Are Fannie Mae and Freddie Mac subject to real estate transfer tax?

Written by: Kelly Ovitt Puc

In the past four years, numerous state and local taxing authorities across the country have attempted to impose real estate transfer taxes on the Federal National Mortgage Association (Fannie Mae) and the Federal Home Loan Mortgage Corporation (Freddie Mac). The combination of dwindling government resources and skyrocketing foreclosures – many of which are conducted by either Fannie Mae or Freddie Mac – made this potential revenue source just too tempting to pass up.

“Fannie Mae and Freddie Mac are private, publicly traded corporations that were created by federal charter to support the development of the secondary mortgage market.” Town of Johnston, 2014 U.S. App. LEXIS 16576, *2. The statutes that created Fannie Mae and Freddie Mac exempt them from all state and local taxation, other than taxes on real estate. This exception provides the opening for state and local governments to argue that a tax that applies exclusively to the transfer of real estate, as opposed to a general sales tax, is a tax on real estate and therefore should apply to Fannie Mae and Freddie Mac.

To date, however, this argument has usually failed, and the First Circuit Court of Appeals recently joined the growing number of courts ruling in favor of Fannie Mae and Freddie Mac on this issue. Both Massachusetts and Rhode Island impose a tax based on the sale price of real estate that is paid when the deed or other instrument evidencing the transfer is recorded with the local land recording office. In Town of Johnston, the First Circuit ruled that the limited exception that permits taxation of real estate owned by Fannie Mae and Freddie Mac does not apply if the tax is on the transfer, rather than the ownership, of the real estate.

New Hampshire similarly imposes a tax on the transfer of real estate based on the sale price. However, the New Hampshire statute that imposes the real estate transfer tax (RETT) contains a number of exceptions, including an exception for any agency or instrumentality of the United States. This statutory exception mirrors Federal constitutional law, which prohibits any state from taxing the United States.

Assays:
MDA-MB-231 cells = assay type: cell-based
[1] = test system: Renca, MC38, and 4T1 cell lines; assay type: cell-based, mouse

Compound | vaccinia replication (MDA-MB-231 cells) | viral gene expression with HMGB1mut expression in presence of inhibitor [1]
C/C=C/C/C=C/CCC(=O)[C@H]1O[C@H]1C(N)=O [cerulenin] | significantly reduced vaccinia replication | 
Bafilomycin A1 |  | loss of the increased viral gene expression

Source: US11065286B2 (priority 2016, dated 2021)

While the New Hampshire statute does not define “agencies or instrumentalities of the United States,” the New Hampshire Department of Revenue Administration (DRA) has provided some guidance in its rules regarding the RETT. Expanding on the broad statutory exception, DRA’s rules specifically list certain Federal agencies that are exempt from the RETT. Until this year, this list has included Fannie Mae, but not Freddie Mac.

However, in its recent revision of the RETT rules, effective September 9, 2014, DRA removed Fannie Mae from the list of exempted Federal agencies. The list now includes only six entities – the Department of Veteran’s Affairs (VA), the Federal Land Bank, the Farmers Home Administration (FmHA), Department of Housing and Urban Development (HUD), all branches of the military, and the Government National Mortgage Association (Ginnie Mae).

While the removal of Fannie Mae from the list of entities that are exempt from the RETT may seem a curious move considering the overwhelming success Fannie Mae and Freddie Mac have had on this issue, it may be a signal that DRA plans to join the efforts of the other states that are attempting to assess transfer tax against these two agencies. In any event, real estate practitioners, particularly those conducting foreclosures, should at least be wary that DRA may be taking a more aggressive position on which entities are exempt from the RETT as agencies or instrumentalities of the United States.